China It was one of the first major countries to recover from the economic collapse caused by the coronavirus-but at what cost? The country took on a large amount of public and private debt, eased monetary policy, and issued billions of dollars in new bonds.However, as the world’s second largest economic Trying to return to the glorious period before the crisis, Beijing may respond to a new epidemic that may have a wide-ranging impact on domestic and foreign financial markets: the bond default crisis. Once again, when China sneezes, the world catches a cold.
The Chinese bond market is at a pressure point and liquidity is tightening. Although the world’s second-largest bond market has not yet experienced a large-scale sell-off, all indicators indicate that it is inevitable. The authorities are eager to implement more financial discipline and transparency in the debt field, but this may be too little and too late.
Chinese companies are defaulting on local bonds at the fastest rate on record. Year-to-date, from airlines to real estate developers, companies have failed to pay about US$16 billion worth of inland bonds. This is the fourth consecutive year that defaults have exceeded the $15 billion mark, but they usually exceed this threshold in September rather than April.
On the one hand, these defaults are part of a robust bond market because it highlights efficiency and transparency. On the other hand, the root causes of these failures are deeply worrying: the real estate industry accounts for about a quarter of all defaults.
In addition, offshore bond defaults began to increase, and the total defaults in the first quarter were close to 4 billion U.S. dollars. Are foreign investors who are bailing out China worried about this trend? So far, overseas investors have been attracted by yield premiums and the strengthening of the renminbi. Following a sharp decline in March, foreign holdings of government bonds exceeded US$326 billion at the end of April. Foreigners may inject some liquidity into the bond market, but this relief may be short-lived.
The Li Keqiang Index is another economic measure that measures electricity consumption, rail freight volume, and bank loans. It is currently at a ten-year high. According to reports, the Chinese bond market is lagging behind these indicators, leading to recent interest rate increases. Producer prices have soared, and they indicate a direct link to government bond yields, even exceeding consumer prices. In addition, the short-term interest rate market has noticed this trend and has gradually risen, indicating that the liquidity situation is about to tighten.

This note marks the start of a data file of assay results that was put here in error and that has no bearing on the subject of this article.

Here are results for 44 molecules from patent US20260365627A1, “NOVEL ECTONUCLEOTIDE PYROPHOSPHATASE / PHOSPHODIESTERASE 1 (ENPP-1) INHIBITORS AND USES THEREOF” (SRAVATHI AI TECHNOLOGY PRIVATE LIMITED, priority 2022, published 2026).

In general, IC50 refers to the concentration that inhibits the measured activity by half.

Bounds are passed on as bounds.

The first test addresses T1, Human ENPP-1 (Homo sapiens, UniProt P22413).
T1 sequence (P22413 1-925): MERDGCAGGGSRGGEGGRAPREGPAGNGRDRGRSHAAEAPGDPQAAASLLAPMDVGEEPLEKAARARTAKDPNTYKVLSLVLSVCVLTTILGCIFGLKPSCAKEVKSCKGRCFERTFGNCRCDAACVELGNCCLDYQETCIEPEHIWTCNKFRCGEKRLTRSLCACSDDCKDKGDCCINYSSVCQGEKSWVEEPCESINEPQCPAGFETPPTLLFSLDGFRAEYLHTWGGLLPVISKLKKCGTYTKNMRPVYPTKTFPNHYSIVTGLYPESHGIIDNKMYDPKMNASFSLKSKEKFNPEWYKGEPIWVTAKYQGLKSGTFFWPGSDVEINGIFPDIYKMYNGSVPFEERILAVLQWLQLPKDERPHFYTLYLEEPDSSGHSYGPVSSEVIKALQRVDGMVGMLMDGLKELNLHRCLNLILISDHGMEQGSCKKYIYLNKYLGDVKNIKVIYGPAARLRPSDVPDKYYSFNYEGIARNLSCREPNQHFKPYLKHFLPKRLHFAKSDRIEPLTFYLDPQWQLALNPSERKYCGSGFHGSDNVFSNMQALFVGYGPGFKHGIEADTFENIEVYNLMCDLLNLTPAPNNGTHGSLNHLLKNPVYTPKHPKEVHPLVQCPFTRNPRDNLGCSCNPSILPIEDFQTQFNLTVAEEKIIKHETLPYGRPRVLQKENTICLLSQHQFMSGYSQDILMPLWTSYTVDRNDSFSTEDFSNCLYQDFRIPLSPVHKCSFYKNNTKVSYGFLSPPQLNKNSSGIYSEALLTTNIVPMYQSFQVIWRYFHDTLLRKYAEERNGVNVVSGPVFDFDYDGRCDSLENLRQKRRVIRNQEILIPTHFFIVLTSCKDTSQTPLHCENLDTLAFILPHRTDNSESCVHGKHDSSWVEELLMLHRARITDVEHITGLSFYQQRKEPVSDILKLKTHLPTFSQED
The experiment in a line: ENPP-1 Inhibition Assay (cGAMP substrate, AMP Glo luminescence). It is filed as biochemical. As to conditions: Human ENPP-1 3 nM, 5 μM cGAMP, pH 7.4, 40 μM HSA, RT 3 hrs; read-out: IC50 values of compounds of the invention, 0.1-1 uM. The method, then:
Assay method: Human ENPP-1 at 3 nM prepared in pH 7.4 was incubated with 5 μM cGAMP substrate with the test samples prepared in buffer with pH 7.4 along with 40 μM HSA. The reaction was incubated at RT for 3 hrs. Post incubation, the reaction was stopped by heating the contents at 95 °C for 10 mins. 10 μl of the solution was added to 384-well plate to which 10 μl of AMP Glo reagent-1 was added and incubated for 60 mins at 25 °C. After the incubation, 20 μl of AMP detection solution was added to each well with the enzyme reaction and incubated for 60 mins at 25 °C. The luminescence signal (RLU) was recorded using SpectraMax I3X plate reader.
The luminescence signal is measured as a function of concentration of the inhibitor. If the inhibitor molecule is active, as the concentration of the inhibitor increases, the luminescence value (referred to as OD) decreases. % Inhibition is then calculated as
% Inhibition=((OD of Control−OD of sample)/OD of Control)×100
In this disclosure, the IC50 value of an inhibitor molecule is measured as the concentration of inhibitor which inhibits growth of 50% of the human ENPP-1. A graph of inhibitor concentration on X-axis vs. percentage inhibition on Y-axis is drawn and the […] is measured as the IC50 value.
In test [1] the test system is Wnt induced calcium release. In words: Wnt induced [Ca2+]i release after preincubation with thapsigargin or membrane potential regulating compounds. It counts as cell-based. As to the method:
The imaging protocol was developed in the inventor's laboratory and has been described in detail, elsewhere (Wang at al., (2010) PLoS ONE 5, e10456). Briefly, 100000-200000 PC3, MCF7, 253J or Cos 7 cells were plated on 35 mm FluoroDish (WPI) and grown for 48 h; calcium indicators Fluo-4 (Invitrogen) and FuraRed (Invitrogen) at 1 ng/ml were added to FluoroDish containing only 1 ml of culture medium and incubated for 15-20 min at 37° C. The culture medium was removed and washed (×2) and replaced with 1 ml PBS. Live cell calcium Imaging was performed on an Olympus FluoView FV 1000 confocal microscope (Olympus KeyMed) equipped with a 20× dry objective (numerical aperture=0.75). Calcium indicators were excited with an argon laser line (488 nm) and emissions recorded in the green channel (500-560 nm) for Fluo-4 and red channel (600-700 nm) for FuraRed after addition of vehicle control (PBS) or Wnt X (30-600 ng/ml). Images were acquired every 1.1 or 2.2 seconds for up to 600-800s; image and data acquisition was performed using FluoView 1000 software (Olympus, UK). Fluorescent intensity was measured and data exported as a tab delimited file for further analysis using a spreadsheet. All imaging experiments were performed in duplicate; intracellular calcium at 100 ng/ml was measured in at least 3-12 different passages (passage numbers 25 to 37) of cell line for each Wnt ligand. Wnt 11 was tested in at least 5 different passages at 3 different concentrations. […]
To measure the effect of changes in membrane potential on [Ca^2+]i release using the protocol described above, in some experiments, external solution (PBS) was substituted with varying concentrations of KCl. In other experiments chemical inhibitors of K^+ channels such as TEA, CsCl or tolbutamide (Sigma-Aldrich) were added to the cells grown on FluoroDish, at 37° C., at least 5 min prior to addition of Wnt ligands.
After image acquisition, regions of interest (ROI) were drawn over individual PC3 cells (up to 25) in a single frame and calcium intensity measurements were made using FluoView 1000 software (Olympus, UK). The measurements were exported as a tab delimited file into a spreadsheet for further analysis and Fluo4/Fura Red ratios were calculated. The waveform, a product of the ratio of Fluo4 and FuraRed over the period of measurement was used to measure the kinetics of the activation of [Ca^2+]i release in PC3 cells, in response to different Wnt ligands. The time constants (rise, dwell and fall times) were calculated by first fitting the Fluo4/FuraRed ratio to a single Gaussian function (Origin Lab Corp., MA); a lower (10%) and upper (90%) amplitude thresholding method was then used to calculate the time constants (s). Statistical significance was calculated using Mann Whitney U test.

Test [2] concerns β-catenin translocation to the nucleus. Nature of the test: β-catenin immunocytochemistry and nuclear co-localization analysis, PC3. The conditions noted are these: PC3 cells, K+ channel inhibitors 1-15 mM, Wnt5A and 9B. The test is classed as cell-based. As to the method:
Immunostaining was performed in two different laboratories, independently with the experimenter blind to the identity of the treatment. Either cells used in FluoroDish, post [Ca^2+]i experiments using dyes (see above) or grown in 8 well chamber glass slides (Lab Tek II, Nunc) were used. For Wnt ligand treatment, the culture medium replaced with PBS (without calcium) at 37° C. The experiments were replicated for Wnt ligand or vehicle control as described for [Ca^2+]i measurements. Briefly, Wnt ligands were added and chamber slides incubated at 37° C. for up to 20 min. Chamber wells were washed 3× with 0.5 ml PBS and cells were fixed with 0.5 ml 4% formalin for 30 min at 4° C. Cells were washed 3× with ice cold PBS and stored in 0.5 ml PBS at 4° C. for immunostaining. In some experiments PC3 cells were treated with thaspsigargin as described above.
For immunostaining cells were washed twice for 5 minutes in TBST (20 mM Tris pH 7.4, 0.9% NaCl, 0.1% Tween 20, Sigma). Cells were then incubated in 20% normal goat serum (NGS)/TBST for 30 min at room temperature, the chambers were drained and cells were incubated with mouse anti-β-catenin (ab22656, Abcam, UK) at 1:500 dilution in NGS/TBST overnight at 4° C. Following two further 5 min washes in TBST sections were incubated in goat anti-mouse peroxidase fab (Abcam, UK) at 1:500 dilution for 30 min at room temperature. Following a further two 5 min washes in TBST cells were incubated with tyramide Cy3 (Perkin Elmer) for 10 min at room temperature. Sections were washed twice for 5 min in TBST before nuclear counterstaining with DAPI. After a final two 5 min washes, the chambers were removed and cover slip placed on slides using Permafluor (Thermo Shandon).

Rescue decision makers?
At the end of last year, Yongcheng Coal and Electricity Holding Group, a state-owned mine operator in Henan Province, failed to issue the principal or interest of AAA-level commercial paper worth nearly US$152 million.This trigger Panic selling and bond prices plummeted. This is a major event for two reasons: the size of the state-owned enterprise and that it is another well-known company that has direct ties with the central government. In 2020, there were more than 100 corporate bond defaults.
Now that the corporate bond default rate has risen again, will policymakers intervene? For now, the answer may be no, because officials may have other headaches to worry about, including rising asset prices and rising debt levels. In addition, according to Jean-Charles Sambor, head of emerging market debt at BNP Paribas Asset Management, officials are trying to change the mindset of investors. He told Bloomberg:
Policymakers are willing to draw a line between systemic and unsystematic. They hope to inject more credit risk into the system, change the mindset of investors, and force them to pay more attention to individual credit risks instead of guessing the possibility of central government support.
But what happens when the breach starts to attack the municipality? The Bozhu District of Zunyi, a county in Guizhou Province in southwestern China, failed to repay a bond of approximately US$40 million in principal. This is the first time that China has defaulted on municipal bonds this year. Experts warn that there may be more defaults in the $1.65 municipal bond market in the next 12 to 18 months.
In the end, the bond market is in chaos, and the only people who can maintain it are outsiders and bailouts.
China needs repairs after COVID
Across the country, huge loopholes have the potential to reverse the post-coronavirus recovery. Whether it is credit risk or hidden debt problems, if China hopes to avoid hitting multiple icebergs, then the huge economy will need to guide the country in a new direction. This will be a challenge for officials because they are still trying to conceal distortions, rescue, Zombie, And the crisis comes from before COVID-19 public health crisis.President Xi Jinping needs more than In fact The Communist Five-Year Plan is to accomplish this feat.